activism, advocacy, out, bullying, friends, high school, homophobia, intervention, rejection, teachers, out
Karleen: At one point, all the girls um… they just turned on her, she had a girl group of friends and they turned on her. And she was very much out about us being lesbians. So that was part of her campaign about just being out and letting people know, and finding it unacceptable for them to say otherwise, and letting them know that. And I think she was fairly strong with that. And what I found was that she was okay until if, if an adult didn't, if an adult let her down.
Karleen: Like if a teacher or a principal, if they didn't back her. If they turned or, then it was devastating, right.
Karleen: And when all the kids, kind of her girl group, as you know, they were going to find something, so it could have been anything, and they chose this. Um, they all turned against her. I have to say, they had a really fantastic principal there. And she just, she is very strategic, and she brought like one of, like the leader that was, had been Katie’s best friend and just said “Hey you gotta knock this off...“
Karleen: “And this is your friend,” and she just, helped her get through that.
Tara: It was direct intervention.
Karleen: Yeah, now when she went to junior high it got much worse.
Tara: It did.
Karleen: Because she had been working all those years on all those people, telling them it wasn't okay to say gay, it wasn't you know, and just being out, and you know, she’s quite feminine but even at one point she’s like, “Okay I’m going to have a tomboy kind of phase and that's gotta to be okay,” you know, she’s just... and uh, anyway but then in junior high it was a whole new collection of kids.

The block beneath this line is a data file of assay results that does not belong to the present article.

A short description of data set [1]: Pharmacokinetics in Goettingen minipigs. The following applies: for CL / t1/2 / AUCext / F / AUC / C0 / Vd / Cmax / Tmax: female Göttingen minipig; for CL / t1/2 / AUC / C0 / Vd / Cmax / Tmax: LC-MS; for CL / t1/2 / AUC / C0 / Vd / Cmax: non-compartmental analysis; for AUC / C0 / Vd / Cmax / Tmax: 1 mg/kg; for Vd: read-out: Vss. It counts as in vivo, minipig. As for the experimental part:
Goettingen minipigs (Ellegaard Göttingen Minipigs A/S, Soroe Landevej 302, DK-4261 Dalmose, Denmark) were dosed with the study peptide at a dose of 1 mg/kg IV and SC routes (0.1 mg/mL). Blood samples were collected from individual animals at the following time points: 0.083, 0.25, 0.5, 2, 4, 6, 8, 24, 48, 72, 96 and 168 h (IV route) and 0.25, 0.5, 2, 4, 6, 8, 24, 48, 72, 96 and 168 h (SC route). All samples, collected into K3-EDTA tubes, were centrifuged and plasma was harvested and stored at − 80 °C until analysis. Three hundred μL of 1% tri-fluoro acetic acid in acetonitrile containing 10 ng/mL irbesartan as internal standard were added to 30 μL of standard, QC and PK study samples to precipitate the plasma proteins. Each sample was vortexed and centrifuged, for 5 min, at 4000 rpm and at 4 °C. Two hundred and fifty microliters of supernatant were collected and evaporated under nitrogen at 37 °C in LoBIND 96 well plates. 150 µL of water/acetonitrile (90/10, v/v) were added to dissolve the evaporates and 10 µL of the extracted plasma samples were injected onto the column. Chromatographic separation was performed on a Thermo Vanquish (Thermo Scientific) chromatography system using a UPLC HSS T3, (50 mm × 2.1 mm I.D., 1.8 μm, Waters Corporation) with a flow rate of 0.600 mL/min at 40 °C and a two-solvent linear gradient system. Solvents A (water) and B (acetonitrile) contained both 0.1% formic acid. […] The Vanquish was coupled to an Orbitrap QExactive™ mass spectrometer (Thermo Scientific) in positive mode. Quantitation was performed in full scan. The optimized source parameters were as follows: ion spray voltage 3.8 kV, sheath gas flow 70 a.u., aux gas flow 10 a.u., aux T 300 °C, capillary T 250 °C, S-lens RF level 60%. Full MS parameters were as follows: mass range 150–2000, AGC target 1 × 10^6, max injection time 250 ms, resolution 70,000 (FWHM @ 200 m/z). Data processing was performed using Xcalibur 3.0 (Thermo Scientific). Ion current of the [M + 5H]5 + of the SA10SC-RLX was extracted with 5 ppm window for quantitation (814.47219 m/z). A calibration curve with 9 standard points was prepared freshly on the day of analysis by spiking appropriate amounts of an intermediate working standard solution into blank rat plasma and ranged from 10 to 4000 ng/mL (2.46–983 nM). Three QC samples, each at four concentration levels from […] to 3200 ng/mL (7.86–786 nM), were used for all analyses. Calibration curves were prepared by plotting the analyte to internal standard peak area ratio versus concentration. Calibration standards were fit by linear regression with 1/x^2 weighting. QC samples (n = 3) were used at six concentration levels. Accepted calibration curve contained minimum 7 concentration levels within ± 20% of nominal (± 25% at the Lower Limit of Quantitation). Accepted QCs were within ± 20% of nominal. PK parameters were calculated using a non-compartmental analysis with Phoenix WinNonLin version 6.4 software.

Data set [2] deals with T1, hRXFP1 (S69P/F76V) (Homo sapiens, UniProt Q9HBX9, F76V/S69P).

Karleen: So I think that felt overwhelming, because all of that work and having the principal on side, and the teachers kind of take it up, and you know, us coming in and then, and then having this whole new group of teachers, and not being there for very long.
Karleen: And there was just… daily, you know…
Karleen: Bitch, fag, gay stuff in the hallways. And it was really upsetting for her. And we told her about that um, thing that some of the kids do where they just research it and they document it and they put a check mark every time they hear these words. So she went and did that, um when she figured out she couldn't tell them to stop it. And I think it was really hard too, because even people that, you know, were, were close to her, “Oh you just take things too seriously, you’re just too emotional.” I think there was a lot of that, so even people that were potential allies like “Oh you know, why are you taking this, God you know why do you have to be the drag,” kind of thing. And um, um, anyway yeah, she ended up uh… uh…I can’t, I don't think I’m allowed to go into too much detail...
Karleen: But taking it up in a legal… in a legal way.